Tafelberg property update

The Tafelberg property

By Jaime Uranovsky

The long-awaited outcome of the Tafelberg property dispute has been decided in a judgment from the Cape High Court. Ultimately, the court decided in favour of the group of activists (including Ndifuna Ukwazi and Reclaim the City), who contended that the Western Cape Provincial Government should use the site for a mixed-use social housing development instead of selling it to the Phyllis Jowell Jewish Day School (PJJDS). The sale has thus been set aside and Samuel Seeff, Chairman of the WP Priorities and Planning Board, and Lance Katz, Director of PJJDS, have decided not to appeal against the judgment.

In a statement they issued to the community, they wrote,

“This decision was not taken lightly… Nonetheless we believe that this decision is in the best interests of the community at this time. Despite the suitability of the Tafelberg site to meet the communal needs, it was felt that the community could not wait indefinitely for an outcome that would take years to finalise in terms of an appeal process. There are community needs that must be addressed now, and it was felt that we needed to direct resources and energies elsewhere, without having to manage the ongoing legal and financial uncertainty of the Tafelberg site… Of course, there is a sense of loss given the hopes and aspirations that we had for the property and the benefits that we intended for the Jewish community, residents of Sea Point and citizens of Cape Town. We wish to express our appreciation to all of those involved with the Tafelberg matter over the past five years, especially our generous funders who made the bid possible in the first place, our communal leaders for their time and commitment, as well as the broader communal support that we have received”.

Asked to comment further on the decision, Lance said, “It is not easy to walk away from an opportunity that we invested so much time and energy into over the last five years, particularly given the unique characteristics of Tafelberg. Nonetheless, taking everything into account, we believe we have made the best decision for the community at this time. Although things didn’t pan out as we originally hoped, it doesn’t detract from the enormous generosity of our funders in having backed our bid in the first place, and the amazing community support we have received at various levels. We have a remarkable community”.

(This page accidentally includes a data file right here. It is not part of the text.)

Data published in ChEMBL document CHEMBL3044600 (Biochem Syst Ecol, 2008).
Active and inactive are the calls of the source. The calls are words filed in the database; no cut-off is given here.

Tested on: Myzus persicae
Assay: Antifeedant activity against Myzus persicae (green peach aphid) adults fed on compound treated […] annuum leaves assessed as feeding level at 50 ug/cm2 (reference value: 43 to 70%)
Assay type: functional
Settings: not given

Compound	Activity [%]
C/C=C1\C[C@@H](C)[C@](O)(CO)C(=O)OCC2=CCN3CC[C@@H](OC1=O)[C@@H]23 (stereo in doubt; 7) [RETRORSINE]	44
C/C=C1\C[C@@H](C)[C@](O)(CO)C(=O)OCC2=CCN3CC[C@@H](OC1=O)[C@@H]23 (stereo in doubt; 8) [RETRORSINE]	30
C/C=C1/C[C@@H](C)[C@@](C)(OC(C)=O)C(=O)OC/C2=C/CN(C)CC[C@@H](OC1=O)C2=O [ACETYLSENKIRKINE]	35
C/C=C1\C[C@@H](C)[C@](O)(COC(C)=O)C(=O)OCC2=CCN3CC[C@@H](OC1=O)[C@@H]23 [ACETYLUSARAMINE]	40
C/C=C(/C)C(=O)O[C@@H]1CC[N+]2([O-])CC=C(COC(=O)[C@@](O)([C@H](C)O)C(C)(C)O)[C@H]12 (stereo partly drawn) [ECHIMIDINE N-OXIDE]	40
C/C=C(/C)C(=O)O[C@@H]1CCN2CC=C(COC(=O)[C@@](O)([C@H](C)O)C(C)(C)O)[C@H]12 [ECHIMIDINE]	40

Samuel added, “We’re obviously disappointed that our vision for the site couldn’t come to fruition for factors that we couldn’t control, and we certainly didn’t envisage at the outset, five years ago, that we’ve be faced with the kind of difficulties and challenges we’ve had to face in order to gain control over the site. Now that it is no longer viable, as a community we’ll have to regroup, look at what is required in terms of different structures for the different organisations and see what plans we can put forward working together, rationalising services, potentially finding new sites for some of the organisations, and just relook in general at the structures that the community works from and the services they offer”.

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  1. It is a uicky break that we did not get the Tafelberg site.
    1 It would have created more anti semetism.
    2. The Jewish community is fast decreasing in numbers.
    3 With No 2 above in mind, after a few years this would have become a white elephant.
    4.The CT jewish community does not have enough resources to service our community as is.
    5. Taking on this additional massive expense to run would have put a noose around our neck for the future.
    All these negatives far outweigh any benefits that would have come from this development


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